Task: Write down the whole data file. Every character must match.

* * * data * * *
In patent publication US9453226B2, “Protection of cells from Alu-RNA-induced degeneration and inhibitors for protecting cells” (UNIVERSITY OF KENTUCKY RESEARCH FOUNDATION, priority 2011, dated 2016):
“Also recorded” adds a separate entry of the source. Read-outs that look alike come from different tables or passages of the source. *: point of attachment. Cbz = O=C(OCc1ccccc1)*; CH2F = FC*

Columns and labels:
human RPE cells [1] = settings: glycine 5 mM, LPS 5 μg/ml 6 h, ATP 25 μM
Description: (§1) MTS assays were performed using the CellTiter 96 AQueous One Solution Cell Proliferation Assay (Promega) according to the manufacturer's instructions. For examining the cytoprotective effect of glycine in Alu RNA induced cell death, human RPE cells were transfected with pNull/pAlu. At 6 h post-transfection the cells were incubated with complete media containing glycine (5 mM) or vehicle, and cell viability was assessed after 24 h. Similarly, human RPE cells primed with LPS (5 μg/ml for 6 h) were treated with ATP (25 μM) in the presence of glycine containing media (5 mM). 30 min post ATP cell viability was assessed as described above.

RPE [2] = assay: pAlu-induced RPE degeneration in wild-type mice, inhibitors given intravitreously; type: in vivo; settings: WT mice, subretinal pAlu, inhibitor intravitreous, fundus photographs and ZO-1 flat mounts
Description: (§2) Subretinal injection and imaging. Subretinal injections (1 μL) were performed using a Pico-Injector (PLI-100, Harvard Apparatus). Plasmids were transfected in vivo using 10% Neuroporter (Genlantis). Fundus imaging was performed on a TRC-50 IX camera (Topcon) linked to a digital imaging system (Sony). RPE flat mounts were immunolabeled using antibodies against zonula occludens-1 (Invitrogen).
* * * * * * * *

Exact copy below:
In patent publication US9453226B2, “Protection of cells from Alu-RNA-induced degeneration and inhibitors for protecting cells” (UNIVERSITY OF KENTUCKY RESEARCH FOUNDATION, priority 2011, dated 2016):
“Also recorded” adds a separate entry of the source. Read-outs that look alike come from different tables or passages of the source. *: point of attachment. Cbz = O=C(OCc1ccccc1)*; CH2F = FC*

Columns and labels:
human RPE cells [1] = settings: glycine 5 mM, LPS 5 μg/ml 6 h, ATP 25 μM
Description: (§1) MTS assays were performed using the CellTiter 96 AQueous One Solution Cell Proliferation Assay (Promega) according to the manufacturer's instructions. For examining the cytoprotective effect of glycine in Alu RNA induced cell death, human RPE cells were transfected with pNull/pAlu. At 6 h post-transfection the cells were incubated with complete media containing glycine (5 mM) or vehicle, and cell viability was assessed after 24 h. Similarly, human RPE cells primed with LPS (5 μg/ml for 6 h) were treated with ATP (25 μM) in the presence of glycine containing media (5 mM). 30 min post ATP cell viability was assessed as described above.

RPE [2] = assay: pAlu-induced RPE degeneration in wild-type mice, inhibitors given intravitreously; type: in vivo; settings: WT mice, subretinal pAlu, inhibitor intravitreous, fundus photographs and ZO-1 flat mounts
Description: (§2) Subretinal injection and imaging. Subretinal injections (1 μL) were performed using a Pico-Injector (PLI-100, Harvard Apparatus). Plasmids were transfected in vivo using 10% Neuroporter (Genlantis). Fundus imaging was performed on a TRC-50 IX camera (Topcon) linked to a digital imaging system (Sony). RPE flat mounts were immunolabeled using antibodies against zonula occludens-1 (Invitrogen).